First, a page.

Of late, the crypto scene in Singapore has been rather quiet — quite the difference from what Monetary Authority of Singapore (MAS)’ Managing Director Ravi Menon called a “bloodbath” several months ago. Yet, the industry is still alive, albeit keeping itself low profile for the time being.
Certainly, many are still keeping a close eye on the industry, and waiting to see what new developments may arise in the cryptocurrency space.
At the Tech in Asia Conference 2022 held yesterday (September 21), executives of successful crypto firms were invited to share insights on the future of the cryptocurrency space, and in particular, how to build enduring companies in the Web3 space.
Navigating the bear and the bull markets
One thing that all the panellists agreed on was that navigating the boom and bust cycles that cryptocurrencies are prone to is key to ensuring that the company is able to stay afloat in the long run.
As a matter of fact, Alex Svanevik, CEO and founder of Nansen, revealed that part of how Nansen manages to stay afloat is that they manage their treasury to ensure that they do not have a crisis when the bear market comes around.
The thinking is that we want to hedge our own position. We hired a trader with a different mindset, so that he could create strategies and manage our treasury in a way that hedges the rest of the business. We ensure that we are able to think counter-cyclically in the way we get our revenue, and thats how we ensure that our treasury can last for a long time.
– Alex Svanevik, CEO and founder of Nansen
Svanevik credits this thinking to traditional economics, where counter-cyclical fiscal policy is applied by governments to save up during the good times, and spent to stimulate the economy during a downturn.
To illustrate his point, Svanevik cited the Norwegian oil fund, where profits from oil extraction and exports are invested in explicitly non-Norwegian assets and non-oil assets to ensure that the company has a diversified portfolio.
Leon Foong, head of the Asia Pacific market at Binance, agrees. He suggests that businesses at the end of the day are run by people, and that people are susceptible to market psychology. It is therefore important to be careful before going on a hiring spree during bull markets.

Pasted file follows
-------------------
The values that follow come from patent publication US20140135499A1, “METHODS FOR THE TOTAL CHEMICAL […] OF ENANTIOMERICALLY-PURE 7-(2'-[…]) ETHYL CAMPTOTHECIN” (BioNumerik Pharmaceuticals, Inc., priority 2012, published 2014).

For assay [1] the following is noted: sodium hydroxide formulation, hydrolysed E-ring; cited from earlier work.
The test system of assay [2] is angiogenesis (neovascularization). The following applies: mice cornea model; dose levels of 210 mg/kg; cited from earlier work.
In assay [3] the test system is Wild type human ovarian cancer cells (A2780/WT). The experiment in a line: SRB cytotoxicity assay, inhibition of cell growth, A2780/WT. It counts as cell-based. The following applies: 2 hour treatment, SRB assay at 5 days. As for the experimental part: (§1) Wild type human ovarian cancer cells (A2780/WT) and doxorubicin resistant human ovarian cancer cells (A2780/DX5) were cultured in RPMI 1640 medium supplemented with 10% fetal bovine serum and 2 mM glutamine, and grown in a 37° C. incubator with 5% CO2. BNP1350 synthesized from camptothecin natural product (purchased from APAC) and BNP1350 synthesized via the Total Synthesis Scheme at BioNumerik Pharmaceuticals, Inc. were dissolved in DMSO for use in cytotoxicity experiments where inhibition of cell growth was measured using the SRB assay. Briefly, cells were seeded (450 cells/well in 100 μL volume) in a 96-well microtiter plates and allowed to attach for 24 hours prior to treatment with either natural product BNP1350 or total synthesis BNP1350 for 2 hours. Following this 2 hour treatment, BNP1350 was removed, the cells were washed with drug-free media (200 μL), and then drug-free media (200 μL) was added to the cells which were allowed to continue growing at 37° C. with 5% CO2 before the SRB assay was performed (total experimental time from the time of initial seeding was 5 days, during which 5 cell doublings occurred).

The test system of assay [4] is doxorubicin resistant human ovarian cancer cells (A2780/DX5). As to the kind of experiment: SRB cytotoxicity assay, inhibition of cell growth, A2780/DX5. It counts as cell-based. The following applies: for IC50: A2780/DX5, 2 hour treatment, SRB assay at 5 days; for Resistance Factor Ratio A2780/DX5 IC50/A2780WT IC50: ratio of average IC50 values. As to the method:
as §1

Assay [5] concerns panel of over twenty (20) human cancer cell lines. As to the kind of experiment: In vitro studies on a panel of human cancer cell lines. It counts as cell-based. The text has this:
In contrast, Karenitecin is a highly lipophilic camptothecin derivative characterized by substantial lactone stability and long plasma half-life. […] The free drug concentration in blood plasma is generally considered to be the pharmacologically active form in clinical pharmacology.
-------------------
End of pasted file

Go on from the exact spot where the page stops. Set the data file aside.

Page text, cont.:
Instead, Foong advises companies that bear markets are a good time to hire the right talents for the company, with funds that have been built up during the bull markets.
In contrast, it may be better to focus on raising funds and taking care of the company’s cash runway during a bull market.
The future is practical, not ideological
The panellists also pointed out that the investment landscape for cryptocurrency companies is changing, and that investors are looking for better companies following the cryptocurrency market crash.
In particular, Akshay BD, Head of International Expansion at Solana, noted that “teams in cryptocurrency startups are now being held to a higher standard. Investors have gotten much more sober over the past few months, and now there is a greater focus on deliverables.”
As such, Akshay advises entrepreneurs that while building their teams, they should focus more on being practical, rather than being ideological in their products, especially given the ethos of the cryptocurrency community about decentralisation.
When teams look at what they are building through a product lens rather than an ideological lens, they will come to the conclusion that they want to have the minimum necessary data on chain that helps to achieve interoperability and composability.
– Akshay BD, Head of International Expansion, Solana
Therefore, Akshay suggests that for crypto companies to be enduring, they need to provide consumers with a product that they can actually use — applications for cryptocurrency and the likes, since “meaningful adoption only happens when we get users to use these applications.”
The Web2 world is still relevant
But how exactly can companies achieve such scale? For the panellists, the answer is simple — to position applications and products as a bridge between the Web2 and Web3 world.
While companies can rely on ideology to get consumers, this is not likely to be a long-term solution, according to the panellists. Instead, they suggest that entrepreneurs should work with Web2 companies to create something new.
In fact, Foong, suggests that such a partnership could be beneficial for all parties involved. Web2 companies can provide the user base for new Web3 applications, while Web3 companies can build these applications for consumers, to be used through Web2 products.
There have been a lot of projects that try to launch a token for the sake of launching a token, but during the bear market, these projects tend to fizzle out quickly. How many users would actually use their products if the tokens were taken away?
But for community-fi projects, if they can layer the right tokenomics, they present a lot of interesting opportunities. Community-fi projects really tap into Web2 companies with a real user base, and that gives us a real use case for these projects.